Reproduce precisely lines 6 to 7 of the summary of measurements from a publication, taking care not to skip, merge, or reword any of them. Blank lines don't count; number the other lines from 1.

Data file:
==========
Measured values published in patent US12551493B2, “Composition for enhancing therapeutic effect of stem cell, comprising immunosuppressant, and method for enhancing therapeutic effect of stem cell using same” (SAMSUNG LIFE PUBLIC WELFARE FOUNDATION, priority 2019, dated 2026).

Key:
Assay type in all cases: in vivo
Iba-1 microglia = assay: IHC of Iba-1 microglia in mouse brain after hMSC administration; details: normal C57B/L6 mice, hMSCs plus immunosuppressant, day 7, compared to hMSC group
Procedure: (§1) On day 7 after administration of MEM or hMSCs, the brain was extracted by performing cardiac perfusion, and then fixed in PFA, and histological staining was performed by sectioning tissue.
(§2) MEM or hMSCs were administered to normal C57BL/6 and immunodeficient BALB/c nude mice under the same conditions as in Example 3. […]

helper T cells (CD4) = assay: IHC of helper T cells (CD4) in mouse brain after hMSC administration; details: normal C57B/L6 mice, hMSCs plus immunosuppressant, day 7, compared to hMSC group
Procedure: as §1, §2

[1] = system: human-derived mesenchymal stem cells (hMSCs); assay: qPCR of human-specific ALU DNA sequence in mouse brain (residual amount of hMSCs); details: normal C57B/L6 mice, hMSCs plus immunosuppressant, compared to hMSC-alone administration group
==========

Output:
(§2) MEM or hMSCs were administered to normal C57BL/6 and immunodeficient BALB/c nude mice under the same conditions as in Example 3. […]

helper T cells (CD4) = assay: IHC of helper T cells (CD4) in mouse brain after hMSC administration; details: normal C57B/L6 mice, hMSCs plus immunosuppressant, day 7, compared to hMSC group